Some examples:

-Squats (some good variations: box squats, wall squats or squats to a box).

-Step ups (start with a very low step and just their body weight).

-Deadlifts (you can start with a KB deadlifts)

-Farmers carry (with kettlebells or dumbbells)

-Overhead press (if they have decent shoulder mobility, and you can do these seated).

-Elevated push ups. (I usually start them against a wall and then slowly move down lower, i.e. using the power rack, then a bench, etc. as they progress.)

-Standing cable (or sitting) rowing movements

-Cable rotation work and core work, i.e. woodchop, palof press etc.

Proper exercise choices will increase confidence. Fancy things like single leg exercises should come much later.

Avoid having them lie down for “ab work” or “core work”

Sometimes we don’t realise how difficult it is for an overweight or obese person to fit into things, like an exercise machine, or easily get up and down off a mat on the floor. A very big person will most likely not be able to lie on a bench or get up from a lying position very easily.

Because of this I tend to avoid floor exercises. Getting up and down from the floor can be extremely awkward for an overweight client.

Stay away from high-impact exercises for cardio:

Another thing I tend to avoid fast moving high impact exercises. Very overweight people tend to be a lot less stable and they are usually very injury-prone. Stick to things like: prowler/sled pushes and pulls, battle ropes, farmers carry, fast walking uphill, boxing, etc. for extra cardio and conditioning.

Other things I don’t do much of when someone has a lot of weight to lose still:

-Stretching
-Direct ab/core work
-Single leg work
-Foam rolling

These things are all good, but not optimal for weight loss when it comes to a very overweight person. Stick to the basics, which brings me to my next point:

Circuits are AWESOME:

My primary goal for an overweight client is to keep them moving, and preferably on their feet, for an hour (or however long you have them for). This often means that my training routines for them consist of mini circuits with five-six exercises. I generally make sure each circuit consist of:

-A pulling exercise

-A pushing exercise

-A squat variation

-A hip hinge variation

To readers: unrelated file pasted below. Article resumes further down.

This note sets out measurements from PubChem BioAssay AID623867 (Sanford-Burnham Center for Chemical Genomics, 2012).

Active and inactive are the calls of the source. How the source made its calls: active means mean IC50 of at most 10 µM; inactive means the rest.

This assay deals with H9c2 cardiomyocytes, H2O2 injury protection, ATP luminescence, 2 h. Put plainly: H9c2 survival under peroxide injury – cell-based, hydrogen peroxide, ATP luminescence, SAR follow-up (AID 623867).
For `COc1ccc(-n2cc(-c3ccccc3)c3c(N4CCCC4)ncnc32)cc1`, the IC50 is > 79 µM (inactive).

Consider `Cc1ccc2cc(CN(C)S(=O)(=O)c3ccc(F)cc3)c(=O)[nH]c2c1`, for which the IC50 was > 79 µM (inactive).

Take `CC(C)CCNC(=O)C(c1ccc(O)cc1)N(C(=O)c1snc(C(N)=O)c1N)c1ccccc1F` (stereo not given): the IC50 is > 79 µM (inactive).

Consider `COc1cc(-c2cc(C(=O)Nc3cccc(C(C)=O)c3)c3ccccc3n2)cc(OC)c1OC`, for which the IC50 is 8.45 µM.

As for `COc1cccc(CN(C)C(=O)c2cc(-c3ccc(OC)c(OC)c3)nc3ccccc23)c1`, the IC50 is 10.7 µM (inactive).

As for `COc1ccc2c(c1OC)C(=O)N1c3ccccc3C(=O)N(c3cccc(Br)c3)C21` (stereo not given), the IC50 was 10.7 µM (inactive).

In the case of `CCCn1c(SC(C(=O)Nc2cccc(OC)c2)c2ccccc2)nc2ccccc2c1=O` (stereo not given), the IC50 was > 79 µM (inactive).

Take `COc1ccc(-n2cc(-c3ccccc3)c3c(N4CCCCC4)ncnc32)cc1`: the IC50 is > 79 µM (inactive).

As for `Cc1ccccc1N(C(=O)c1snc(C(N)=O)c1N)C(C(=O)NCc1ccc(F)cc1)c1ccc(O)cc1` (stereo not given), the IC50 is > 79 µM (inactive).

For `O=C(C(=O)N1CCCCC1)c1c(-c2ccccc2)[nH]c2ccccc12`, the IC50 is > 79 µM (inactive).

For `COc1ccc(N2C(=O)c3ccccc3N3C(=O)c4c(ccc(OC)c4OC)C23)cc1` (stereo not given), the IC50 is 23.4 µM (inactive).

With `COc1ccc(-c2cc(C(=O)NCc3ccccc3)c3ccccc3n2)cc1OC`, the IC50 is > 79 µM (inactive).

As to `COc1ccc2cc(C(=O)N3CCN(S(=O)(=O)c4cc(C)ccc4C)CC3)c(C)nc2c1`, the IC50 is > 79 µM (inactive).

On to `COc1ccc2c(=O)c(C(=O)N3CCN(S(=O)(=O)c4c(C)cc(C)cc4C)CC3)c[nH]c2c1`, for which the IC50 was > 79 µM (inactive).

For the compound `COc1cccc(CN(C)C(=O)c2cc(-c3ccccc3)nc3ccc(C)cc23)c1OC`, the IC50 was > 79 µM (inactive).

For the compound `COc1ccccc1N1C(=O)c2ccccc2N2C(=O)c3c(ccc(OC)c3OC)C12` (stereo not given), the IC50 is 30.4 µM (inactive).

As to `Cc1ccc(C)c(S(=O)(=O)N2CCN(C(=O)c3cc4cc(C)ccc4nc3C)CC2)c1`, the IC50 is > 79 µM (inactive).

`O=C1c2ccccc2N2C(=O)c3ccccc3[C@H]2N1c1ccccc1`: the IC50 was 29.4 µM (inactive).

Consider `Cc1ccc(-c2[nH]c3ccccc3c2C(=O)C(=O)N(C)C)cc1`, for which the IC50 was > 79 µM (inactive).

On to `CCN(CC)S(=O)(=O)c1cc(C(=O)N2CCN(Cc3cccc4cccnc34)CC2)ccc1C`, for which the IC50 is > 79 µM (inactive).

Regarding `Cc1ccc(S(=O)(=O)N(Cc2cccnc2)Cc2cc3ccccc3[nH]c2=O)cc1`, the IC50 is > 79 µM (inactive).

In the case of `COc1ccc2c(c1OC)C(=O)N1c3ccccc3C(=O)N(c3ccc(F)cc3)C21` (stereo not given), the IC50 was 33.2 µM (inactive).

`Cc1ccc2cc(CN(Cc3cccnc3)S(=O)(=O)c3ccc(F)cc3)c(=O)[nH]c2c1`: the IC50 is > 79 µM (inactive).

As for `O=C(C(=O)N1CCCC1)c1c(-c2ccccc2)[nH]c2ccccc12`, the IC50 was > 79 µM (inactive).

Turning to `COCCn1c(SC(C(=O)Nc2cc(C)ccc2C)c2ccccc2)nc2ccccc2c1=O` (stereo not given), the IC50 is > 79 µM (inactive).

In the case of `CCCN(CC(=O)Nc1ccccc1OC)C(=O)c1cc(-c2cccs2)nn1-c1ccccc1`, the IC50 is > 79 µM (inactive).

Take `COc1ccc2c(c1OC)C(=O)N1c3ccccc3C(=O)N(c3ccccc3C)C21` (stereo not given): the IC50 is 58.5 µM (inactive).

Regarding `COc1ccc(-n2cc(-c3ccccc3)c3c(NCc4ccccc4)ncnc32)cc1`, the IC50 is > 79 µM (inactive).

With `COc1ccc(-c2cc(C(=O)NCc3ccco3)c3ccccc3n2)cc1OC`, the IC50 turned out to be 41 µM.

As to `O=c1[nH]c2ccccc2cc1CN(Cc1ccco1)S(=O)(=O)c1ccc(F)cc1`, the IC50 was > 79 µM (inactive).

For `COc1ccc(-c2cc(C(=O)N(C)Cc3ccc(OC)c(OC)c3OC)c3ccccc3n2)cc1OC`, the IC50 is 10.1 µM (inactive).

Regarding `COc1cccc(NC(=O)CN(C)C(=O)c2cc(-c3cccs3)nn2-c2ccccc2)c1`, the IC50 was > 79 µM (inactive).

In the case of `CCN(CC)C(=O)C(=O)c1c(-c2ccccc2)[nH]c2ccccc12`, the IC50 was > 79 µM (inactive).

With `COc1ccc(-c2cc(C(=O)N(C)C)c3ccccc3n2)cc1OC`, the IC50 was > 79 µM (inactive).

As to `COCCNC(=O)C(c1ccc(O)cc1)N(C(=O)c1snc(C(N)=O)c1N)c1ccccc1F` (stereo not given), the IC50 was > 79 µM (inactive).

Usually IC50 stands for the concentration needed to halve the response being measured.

-Then I usually end each round with some form of metabolic conditioning or a dynamic drill, such as high knee walks, farmers carry, air dyne or bike for a certain distance, 2 minutes of boxing etc.

Here is a sample training session I did last week with a very overweight female client who also has some knee and hip problems, which we are working on.

Warm up: Walk on treadmill for 5-10 minutes, slight incline.

Circuit. 4 Rounds, 2 minutes rest between each round:
-Squats to a box x 10 (Click here for a demo: Squats to a box)
-Elevated push ups x 10 (Click here for a demo: Elevated push ups)
-KB deadlifts x 10 (Click here for a demo: Kettlebell deadlifts)
-Standing cable rows x 10 (Click here for a demo: Standing cable rows)
-Cable Pallof Press (Click here for a demo: Pallof press)
-Overhead med ball slams (Click here for a demo: Med ball slams)
-2 minutes rest.

Most importantly, when training obese clients, remember to use common sense and keep things simple and basic. They don’t need new gimmicks or machines. They don’t need that much variety either initially. What they do need is constant movement, dietary guidance, motivation, and challenging but doable training sessions.

And don't forget with your clients (no matter who they are or what they weigh) they need to be motivated by internal goals. Success will never be achieved if they are doing it for someone else, i.e. a demanding partner. If your client does not place a high level of intrinsic importance on a particular goal, the likelihood of achieving it is pretty small. Try to find out where their motivation lies and use that to help them achieve their goals.